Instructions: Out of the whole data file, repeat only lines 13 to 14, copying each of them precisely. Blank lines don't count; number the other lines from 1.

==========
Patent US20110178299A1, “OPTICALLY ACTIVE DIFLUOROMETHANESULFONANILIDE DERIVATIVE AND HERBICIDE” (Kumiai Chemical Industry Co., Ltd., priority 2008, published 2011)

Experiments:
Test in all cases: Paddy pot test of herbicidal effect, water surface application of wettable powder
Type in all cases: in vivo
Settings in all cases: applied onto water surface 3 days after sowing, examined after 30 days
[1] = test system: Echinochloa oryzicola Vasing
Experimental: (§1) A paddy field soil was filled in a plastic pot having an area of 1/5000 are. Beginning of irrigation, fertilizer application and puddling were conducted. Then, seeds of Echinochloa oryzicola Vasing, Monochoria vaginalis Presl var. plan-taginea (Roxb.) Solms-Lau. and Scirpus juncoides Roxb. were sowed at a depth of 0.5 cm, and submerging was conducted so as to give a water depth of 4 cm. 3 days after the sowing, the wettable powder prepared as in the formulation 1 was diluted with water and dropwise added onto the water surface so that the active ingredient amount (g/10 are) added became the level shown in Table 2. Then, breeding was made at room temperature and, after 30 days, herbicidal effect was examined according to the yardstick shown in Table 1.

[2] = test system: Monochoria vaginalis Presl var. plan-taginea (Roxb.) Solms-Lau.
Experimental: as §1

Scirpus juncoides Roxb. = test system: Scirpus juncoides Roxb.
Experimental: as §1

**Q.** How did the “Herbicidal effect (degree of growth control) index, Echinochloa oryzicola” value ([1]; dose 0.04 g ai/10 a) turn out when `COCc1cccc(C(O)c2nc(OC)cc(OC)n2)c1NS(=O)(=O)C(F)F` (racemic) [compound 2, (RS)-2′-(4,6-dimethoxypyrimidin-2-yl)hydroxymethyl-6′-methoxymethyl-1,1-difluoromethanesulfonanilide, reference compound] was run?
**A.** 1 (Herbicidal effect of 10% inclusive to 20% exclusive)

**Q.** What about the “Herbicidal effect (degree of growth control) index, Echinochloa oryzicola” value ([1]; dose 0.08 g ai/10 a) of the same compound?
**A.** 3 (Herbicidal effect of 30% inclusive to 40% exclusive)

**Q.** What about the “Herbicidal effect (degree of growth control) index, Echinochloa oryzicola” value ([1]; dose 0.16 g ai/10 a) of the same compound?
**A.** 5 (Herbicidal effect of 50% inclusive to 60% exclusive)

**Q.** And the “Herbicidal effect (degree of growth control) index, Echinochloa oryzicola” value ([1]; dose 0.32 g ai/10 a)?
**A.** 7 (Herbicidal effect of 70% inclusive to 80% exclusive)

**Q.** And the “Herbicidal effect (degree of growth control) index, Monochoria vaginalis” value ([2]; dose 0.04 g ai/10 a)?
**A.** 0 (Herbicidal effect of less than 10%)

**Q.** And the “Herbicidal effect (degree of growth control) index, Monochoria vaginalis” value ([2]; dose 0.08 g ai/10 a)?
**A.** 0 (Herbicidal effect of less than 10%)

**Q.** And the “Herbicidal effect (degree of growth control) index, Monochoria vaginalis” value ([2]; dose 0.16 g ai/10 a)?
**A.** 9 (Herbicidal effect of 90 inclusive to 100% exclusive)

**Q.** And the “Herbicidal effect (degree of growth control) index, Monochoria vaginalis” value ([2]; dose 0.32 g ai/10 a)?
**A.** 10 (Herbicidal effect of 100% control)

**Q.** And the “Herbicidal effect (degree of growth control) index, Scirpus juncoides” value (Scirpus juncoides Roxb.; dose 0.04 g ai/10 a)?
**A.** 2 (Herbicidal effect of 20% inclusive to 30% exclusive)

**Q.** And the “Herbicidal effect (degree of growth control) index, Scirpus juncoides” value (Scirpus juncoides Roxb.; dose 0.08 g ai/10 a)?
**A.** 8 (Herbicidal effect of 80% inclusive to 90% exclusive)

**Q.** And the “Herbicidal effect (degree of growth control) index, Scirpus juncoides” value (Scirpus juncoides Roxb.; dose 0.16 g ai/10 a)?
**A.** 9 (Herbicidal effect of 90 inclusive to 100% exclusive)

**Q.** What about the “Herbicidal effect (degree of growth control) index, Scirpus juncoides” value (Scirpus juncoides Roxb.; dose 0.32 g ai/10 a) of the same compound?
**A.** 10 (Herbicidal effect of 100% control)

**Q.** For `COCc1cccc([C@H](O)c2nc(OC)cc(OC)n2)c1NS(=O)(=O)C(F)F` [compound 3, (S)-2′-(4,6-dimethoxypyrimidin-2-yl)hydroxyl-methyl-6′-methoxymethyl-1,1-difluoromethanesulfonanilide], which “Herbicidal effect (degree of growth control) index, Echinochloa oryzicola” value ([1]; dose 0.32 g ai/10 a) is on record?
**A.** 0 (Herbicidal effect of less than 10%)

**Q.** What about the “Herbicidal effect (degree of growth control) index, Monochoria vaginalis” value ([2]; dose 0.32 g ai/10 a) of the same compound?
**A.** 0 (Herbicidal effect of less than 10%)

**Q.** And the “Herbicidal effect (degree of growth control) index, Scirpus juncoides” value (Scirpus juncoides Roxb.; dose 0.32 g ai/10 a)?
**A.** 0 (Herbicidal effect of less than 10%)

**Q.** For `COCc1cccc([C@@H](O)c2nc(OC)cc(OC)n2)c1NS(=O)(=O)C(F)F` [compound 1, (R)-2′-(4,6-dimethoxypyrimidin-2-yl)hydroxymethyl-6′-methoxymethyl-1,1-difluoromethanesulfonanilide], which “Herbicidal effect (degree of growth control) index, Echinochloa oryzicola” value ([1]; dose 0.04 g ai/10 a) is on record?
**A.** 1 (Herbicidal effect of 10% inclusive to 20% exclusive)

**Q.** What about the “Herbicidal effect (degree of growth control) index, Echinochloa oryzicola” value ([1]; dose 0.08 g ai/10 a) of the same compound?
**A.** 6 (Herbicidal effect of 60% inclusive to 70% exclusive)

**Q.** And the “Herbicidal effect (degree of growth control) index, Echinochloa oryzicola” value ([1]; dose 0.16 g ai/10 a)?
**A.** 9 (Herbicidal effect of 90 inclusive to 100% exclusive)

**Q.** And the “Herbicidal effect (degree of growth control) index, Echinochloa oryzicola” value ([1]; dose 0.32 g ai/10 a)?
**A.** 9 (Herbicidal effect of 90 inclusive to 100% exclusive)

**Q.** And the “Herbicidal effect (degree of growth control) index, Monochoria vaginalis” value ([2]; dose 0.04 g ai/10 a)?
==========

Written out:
**A.** 1 (Herbicidal effect of 10% inclusive to 20% exclusive)

**Q.** What about the “Herbicidal effect (degree of growth control) index, Echinochloa oryzicola” value ([1]; dose 0.08 g ai/10 a) of the same compound?